Ying-Chia Kao, Wendy Coster, Ellen S. Cohn, Gael I. Orsmond; Preparation for Adulthood: Shifting Responsibility for Management of Daily Tasks From Parents to Their Children. Am J Occup Ther 2021;75(2):7502205050. https://doi.org/10.5014/ajot.2020.041723
Download citation file:
© 2021 American Occupational Therapy Association
Importance: Limited research has described the timing of acquisition of the broad range of skills required for the transition to adulthood.
Objective: To describe the timing of the shift of responsibility for daily tasks from parent to child.
Design: This study used an existing data set of parent responses to 49 items in the Responsibility domain of the Pediatric Evaluation of Disability Inventory Computer Adaptive Tests.
Participants: A U.S. nationally representative sample of 2,205 typically developing children and youth ages 0 to 20 yr.
Outcomes and Measures: Descriptive analyses focused on two ages: (1) starting age (when >50% of parents reported their child was taking at least some responsibility for a task) and (2) full responsibility age (when >50% of parents reported their child was taking full responsibility for the task).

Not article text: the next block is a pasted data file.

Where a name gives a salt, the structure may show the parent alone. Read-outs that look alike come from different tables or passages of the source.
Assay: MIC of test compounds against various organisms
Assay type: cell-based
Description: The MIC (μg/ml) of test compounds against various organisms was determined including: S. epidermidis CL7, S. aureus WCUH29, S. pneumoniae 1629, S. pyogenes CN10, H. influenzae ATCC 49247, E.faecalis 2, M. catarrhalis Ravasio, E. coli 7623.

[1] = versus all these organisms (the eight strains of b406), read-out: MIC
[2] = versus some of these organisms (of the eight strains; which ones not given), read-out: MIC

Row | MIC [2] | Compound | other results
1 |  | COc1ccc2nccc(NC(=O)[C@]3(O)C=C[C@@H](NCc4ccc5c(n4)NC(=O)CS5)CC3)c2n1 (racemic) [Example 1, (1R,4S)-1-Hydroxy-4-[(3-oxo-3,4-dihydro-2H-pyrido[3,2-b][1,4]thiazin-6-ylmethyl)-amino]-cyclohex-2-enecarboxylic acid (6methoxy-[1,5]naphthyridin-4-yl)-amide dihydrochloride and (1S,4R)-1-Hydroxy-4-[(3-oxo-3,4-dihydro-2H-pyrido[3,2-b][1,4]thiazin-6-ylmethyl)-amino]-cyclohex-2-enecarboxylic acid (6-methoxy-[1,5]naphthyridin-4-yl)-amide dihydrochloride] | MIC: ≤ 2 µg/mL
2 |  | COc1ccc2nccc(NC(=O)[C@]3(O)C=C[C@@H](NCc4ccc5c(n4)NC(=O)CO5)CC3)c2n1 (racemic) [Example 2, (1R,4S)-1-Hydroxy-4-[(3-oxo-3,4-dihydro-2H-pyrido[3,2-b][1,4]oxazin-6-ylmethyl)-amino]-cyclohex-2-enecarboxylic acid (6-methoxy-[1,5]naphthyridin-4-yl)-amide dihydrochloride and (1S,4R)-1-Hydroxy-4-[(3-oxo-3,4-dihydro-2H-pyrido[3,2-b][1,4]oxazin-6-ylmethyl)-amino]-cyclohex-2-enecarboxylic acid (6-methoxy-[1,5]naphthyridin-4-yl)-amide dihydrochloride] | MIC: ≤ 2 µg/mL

Results: The process of shifting responsibility for daily life tasks from parent to child typically occurred over a long period. Many task items had an interval of 5 yr from starting age to full responsibility age; the longest interval was 15 yr. Youth began assuming responsibility for more complex tasks and tasks that involved more risk at ages 10 to 15.
Conclusions and Relevance: Results can serve as a reference for the timing of the transition to greater self-management of daily life tasks across childhood and adolescence. Timing of responsibility shifts may reflect a combination of development of underlying capacities and social transitions. Executive functioning may be especially relevant for management of the more complex tasks required in daily life in adulthood.
What This Article Adds: The transfer of responsibility for managing tasks of daily life from parents to children often extends over a period of many years. Clinicians may find the results helpful when discussing the future with parents of young people with disabilities and other chronic conditions and the tasks that their children must learn to manage for independent living as an adult.
For full access to this article, sign in to an existing account, or purchase an annual subscription.
This PDF is available to Subscribers Only
For full access to this pdf, sign in to an existing account, or purchase an annual subscription.